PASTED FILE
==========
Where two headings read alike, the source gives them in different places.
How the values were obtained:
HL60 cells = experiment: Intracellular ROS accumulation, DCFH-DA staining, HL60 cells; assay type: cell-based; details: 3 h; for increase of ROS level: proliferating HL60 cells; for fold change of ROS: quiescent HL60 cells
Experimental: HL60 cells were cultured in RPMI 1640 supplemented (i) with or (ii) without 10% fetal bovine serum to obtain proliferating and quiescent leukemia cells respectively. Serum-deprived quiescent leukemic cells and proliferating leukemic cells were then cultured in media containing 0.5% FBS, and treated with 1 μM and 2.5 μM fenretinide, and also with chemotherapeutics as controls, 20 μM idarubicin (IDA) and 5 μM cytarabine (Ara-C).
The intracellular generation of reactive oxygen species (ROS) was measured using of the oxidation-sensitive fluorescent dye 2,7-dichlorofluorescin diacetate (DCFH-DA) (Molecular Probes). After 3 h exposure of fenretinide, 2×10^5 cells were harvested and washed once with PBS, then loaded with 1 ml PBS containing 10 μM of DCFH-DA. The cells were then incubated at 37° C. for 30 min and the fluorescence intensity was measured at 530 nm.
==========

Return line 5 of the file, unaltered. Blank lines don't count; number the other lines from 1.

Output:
The intracellular generation of reactive oxygen species (ROS) was measured using of the oxidation-sensitive fluorescent dye 2,7-dichlorofluorescin diacetate (DCFH-DA) (Molecular Probes). After 3 h exposure of fenretinide, 2×10^5 cells were harvested and washed once with PBS, then loaded with 1 ml PBS containing 10 μM of DCFH-DA. The cells were then incubated at 37° C. for 30 min and the fluorescence intensity was measured at 530 nm.